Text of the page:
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Re: 2002-03 Predictions, anyone?

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  • harlanzo
    ... similar to ... simply ... way. so ... be one ... would you ... scored by ... who have ... 82 and - ... I think it is just simply a matter of seeing to what
    Message 1 of 31 , Oct 8, 2002
      --- In APBR_analysis@y..., bchaikin@a... wrote:
      > >
      > most players produce more stats with an increase in possessions,
      similar to
      > how someone would increase their stats with more minutes played.
      simply
      > logical as the player is getting more chances/opportunities either
      way. so
      > looking at production per possession to normalize the numbers might
      be one
      > way to solve this...
      >
      > however it also depends what you mean by "efficiency". what stats
      would you
      > use to define efficiency? as an example, if you divide points
      scored by
      > individual player possessions, you'll get high values for players
      who have
      > low touches/min but who shot alot per possession and with a high FG
      > percentage with the greatest "efficiency", like mike mitchell in 81-
      82 and -
      > egads - mel turpin in 85-86....
      >
      > what would be your criteria for efficiency?....
      >

      I think it is just simply a matter of seeing to what extent fg% and
      to/possessions change in between 2 seasons of the same player. Take
      some examples of players who shifted from go-to-guys to supplementary
      guys (or vice versa):

      Hawkins mpg ppg fg% To/min
      90-91 38.9 22.1 47.2 .068
      95-96 34.4 15.6 47.3 .058

      Barkley
      95-96 37.1 23.2 50.0 .082
      96-97 37.9 19.2 48.4 .075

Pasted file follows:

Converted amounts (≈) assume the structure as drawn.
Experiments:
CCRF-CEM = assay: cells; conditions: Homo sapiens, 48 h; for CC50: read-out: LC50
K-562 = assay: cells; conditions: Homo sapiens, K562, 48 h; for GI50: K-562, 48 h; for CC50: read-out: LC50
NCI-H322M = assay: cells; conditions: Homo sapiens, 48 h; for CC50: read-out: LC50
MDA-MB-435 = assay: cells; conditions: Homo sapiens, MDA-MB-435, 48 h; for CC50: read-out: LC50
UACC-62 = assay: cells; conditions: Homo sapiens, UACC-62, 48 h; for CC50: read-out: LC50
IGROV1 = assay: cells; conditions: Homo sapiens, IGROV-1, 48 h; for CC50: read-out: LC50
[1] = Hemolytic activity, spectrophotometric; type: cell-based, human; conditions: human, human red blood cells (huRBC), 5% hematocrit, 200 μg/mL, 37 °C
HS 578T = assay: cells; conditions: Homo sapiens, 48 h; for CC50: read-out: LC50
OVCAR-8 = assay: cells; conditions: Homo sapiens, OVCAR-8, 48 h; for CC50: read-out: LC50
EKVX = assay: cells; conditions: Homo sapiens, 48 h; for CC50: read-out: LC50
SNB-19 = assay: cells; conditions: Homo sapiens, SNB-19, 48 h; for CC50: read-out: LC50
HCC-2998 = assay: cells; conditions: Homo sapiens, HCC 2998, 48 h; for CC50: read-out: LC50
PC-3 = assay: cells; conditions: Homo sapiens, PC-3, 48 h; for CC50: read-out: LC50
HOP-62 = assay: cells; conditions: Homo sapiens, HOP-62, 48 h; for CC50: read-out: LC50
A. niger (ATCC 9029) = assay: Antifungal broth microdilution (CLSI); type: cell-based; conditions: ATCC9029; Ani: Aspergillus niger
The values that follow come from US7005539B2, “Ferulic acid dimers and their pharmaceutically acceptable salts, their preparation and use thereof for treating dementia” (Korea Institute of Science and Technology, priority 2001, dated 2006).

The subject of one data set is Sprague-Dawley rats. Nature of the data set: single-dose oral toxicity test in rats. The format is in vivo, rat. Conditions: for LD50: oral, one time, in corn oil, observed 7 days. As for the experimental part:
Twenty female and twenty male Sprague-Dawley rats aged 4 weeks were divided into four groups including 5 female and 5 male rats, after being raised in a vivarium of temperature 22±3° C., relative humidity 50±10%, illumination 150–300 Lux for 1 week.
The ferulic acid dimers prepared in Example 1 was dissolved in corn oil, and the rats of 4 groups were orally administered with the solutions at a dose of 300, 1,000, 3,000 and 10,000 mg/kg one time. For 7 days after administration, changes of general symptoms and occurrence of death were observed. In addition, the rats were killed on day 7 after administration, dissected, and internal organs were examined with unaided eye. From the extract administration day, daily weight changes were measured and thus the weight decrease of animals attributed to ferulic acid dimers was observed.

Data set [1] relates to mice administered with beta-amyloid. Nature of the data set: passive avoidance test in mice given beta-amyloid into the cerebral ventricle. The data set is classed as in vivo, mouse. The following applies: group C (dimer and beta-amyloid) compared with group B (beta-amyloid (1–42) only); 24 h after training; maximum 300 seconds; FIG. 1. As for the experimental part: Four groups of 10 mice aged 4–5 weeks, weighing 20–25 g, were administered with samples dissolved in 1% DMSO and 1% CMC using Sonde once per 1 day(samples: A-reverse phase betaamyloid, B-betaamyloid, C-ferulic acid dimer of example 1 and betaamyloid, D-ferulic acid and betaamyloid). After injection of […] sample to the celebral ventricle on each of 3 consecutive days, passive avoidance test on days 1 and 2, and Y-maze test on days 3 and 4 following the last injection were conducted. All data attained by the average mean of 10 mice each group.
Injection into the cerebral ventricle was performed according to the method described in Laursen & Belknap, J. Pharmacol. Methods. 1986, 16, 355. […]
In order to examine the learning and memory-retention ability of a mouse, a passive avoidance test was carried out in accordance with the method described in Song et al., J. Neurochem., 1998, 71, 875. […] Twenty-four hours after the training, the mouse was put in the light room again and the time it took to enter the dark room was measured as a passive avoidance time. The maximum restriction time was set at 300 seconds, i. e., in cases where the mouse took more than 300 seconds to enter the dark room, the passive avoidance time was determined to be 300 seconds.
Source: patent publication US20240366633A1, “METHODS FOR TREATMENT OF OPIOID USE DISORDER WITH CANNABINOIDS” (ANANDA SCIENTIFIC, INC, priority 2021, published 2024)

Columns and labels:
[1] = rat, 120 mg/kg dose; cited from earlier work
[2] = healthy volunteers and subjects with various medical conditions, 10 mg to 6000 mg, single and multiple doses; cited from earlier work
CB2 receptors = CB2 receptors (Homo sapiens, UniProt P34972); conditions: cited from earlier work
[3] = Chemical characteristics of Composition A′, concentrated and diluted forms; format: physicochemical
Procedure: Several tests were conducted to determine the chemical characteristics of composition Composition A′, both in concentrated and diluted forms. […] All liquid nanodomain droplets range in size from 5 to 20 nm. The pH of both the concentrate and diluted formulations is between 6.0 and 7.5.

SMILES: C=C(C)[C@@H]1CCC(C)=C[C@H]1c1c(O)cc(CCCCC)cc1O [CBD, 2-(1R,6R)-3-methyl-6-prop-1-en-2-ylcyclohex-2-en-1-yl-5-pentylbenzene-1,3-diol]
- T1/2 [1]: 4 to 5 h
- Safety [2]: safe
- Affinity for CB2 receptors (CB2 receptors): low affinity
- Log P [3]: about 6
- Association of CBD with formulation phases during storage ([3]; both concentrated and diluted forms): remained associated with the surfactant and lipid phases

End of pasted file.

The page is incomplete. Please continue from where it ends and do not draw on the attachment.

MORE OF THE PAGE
Pippen
      92-93 38.6 18.6 47.3 .079
      93-94 38.3 22.0 49.1 .084

      Larry Johnson
      95-96 40.4 20.5 47.6 .056
      96-97 34.4 12.8 51.2 .052

      Anthony Mason
      94-95 32.4 9.9 56.6 .049
      95-96 42.2 14.6 56.3 .061

      I know it is a small smaple but it does not look like, as Dean said,
      there is much fg% variation, but turnovers are always up. (i did not
      look at how many extra shots or free throws they generate in each
      situation).
    • Dean Oliver
      ... From the article on my website: http://www.rawbw.com/~deano/articles/JordanvsOlaj.html The nontechnical form of the formula to estimate D stops is
      Message 31 of 31 , Oct 14, 2002
        --- In APBR_analysis@y..., "Dean LaVergne" <deanlav@y...> wrote:
        > Please refresh my memory - how are Defensive Stops calculated?

        From the article on my website:

        http://www.rawbw.com/~deano/articles/JordanvsOlaj.html

        The nontechnical form of the formula to estimate D stops is

        Defensive Stops =
        Min*[(OppFGA-OppFGM-OppOR-TMBLK)/2+(OppTO-TMSTL)]/TMMIN
        + STL + 0.5*(DR+BLK)

        Basically, the point is to estimate how many misses a player forces,
        how many turnovers they force, then augment them with actual stats
        like blocks and turnovers. A stop is a change of possession, of
        course, and a missed shot or block only does part of that (whereas a
        forced turnover does the whole thing). A defensive rebound does the
        other part. This formula is, uh, nontechnical because it doesn't
        weight things by how difficult they are. On some teams a defensive
        rebound deserves more weight than on others (e.g., when the team has
        a hard time getting them). It doesn't make a huge difference at the
        NBA level.

        The big estimate is what is in the square brackets, estimating how
        many forced misses and forced TO's a guy has. I've compared it with
        our Project D Scoresheet stuff and it's definitely only accurate for
        some players. Speaking of that, I really need to finish that work,
        but I first gotta get the manuscript in. And work. And go traveling
        again. Grr.

        DeanO
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